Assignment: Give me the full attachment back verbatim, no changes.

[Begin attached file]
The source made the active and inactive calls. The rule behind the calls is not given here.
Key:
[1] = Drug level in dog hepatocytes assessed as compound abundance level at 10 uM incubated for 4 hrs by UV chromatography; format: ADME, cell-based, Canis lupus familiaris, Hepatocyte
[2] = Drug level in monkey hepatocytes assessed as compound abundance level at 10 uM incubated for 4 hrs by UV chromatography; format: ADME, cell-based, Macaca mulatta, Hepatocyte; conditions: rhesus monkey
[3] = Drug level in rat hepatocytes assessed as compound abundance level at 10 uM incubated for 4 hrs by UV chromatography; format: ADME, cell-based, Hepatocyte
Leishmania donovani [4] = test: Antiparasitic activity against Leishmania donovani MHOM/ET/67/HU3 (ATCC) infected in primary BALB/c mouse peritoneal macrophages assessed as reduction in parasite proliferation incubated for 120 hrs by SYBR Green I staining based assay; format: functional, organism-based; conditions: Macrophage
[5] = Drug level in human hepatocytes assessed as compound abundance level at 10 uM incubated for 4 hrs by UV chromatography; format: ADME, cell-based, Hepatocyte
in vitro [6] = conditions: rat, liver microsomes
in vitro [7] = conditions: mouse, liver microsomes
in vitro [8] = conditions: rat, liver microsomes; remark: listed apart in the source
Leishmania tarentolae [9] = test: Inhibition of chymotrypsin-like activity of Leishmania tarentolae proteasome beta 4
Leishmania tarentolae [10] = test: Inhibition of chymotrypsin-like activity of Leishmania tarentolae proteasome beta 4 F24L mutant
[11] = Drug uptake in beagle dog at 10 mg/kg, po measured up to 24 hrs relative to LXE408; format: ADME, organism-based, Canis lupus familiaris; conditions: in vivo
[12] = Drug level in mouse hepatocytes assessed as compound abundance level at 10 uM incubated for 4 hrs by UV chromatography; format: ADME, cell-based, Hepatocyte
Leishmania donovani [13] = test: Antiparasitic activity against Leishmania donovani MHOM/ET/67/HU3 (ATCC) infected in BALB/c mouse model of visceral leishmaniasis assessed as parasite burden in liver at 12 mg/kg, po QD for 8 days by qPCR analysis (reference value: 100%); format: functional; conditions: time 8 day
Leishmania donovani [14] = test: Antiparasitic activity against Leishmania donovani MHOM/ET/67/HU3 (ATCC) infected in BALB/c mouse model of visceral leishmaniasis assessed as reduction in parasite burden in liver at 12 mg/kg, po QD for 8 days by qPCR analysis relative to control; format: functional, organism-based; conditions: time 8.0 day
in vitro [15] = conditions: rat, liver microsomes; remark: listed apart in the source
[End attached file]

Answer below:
The source made the active and inactive calls. The rule behind the calls is not given here.
Key:
[1] = Drug level in dog hepatocytes assessed as compound abundance level at 10 uM incubated for 4 hrs by UV chromatography; format: ADME, cell-based, Canis lupus familiaris, Hepatocyte
[2] = Drug level in monkey hepatocytes assessed as compound abundance level at 10 uM incubated for 4 hrs by UV chromatography; format: ADME, cell-based, Macaca mulatta, Hepatocyte; conditions: rhesus monkey
[3] = Drug level in rat hepatocytes assessed as compound abundance level at 10 uM incubated for 4 hrs by UV chromatography; format: ADME, cell-based, Hepatocyte
Leishmania donovani [4] = test: Antiparasitic activity against Leishmania donovani MHOM/ET/67/HU3 (ATCC) infected in primary BALB/c mouse peritoneal macrophages assessed as reduction in parasite proliferation incubated for 120 hrs by SYBR Green I staining based assay; format: functional, organism-based; conditions: Macrophage
[5] = Drug level in human hepatocytes assessed as compound abundance level at 10 uM incubated for 4 hrs by UV chromatography; format: ADME, cell-based, Hepatocyte
in vitro [6] = conditions: rat, liver microsomes
in vitro [7] = conditions: mouse, liver microsomes
in vitro [8] = conditions: rat, liver microsomes; remark: listed apart in the source
Leishmania tarentolae [9] = test: Inhibition of chymotrypsin-like activity of Leishmania tarentolae proteasome beta 4
Leishmania tarentolae [10] = test: Inhibition of chymotrypsin-like activity of Leishmania tarentolae proteasome beta 4 F24L mutant
[11] = Drug uptake in beagle dog at 10 mg/kg, po measured up to 24 hrs relative to LXE408; format: ADME, organism-based, Canis lupus familiaris; conditions: in vivo
[12] = Drug level in mouse hepatocytes assessed as compound abundance level at 10 uM incubated for 4 hrs by UV chromatography; format: ADME, cell-based, Hepatocyte
Leishmania donovani [13] = test: Antiparasitic activity against Leishmania donovani MHOM/ET/67/HU3 (ATCC) infected in BALB/c mouse model of visceral leishmaniasis assessed as parasite burden in liver at 12 mg/kg, po QD for 8 days by qPCR analysis (reference value: 100%); format: functional; conditions: time 8 day
Leishmania donovani [14] = test: Antiparasitic activity against Leishmania donovani MHOM/ET/67/HU3 (ATCC) infected in BALB/c mouse model of visceral leishmaniasis assessed as reduction in parasite burden in liver at 12 mg/kg, po QD for 8 days by qPCR analysis relative to control; format: functional, organism-based; conditions: time 8.0 day
in vitro [15] = conditions: rat, liver microsomes; remark: listed apart in the source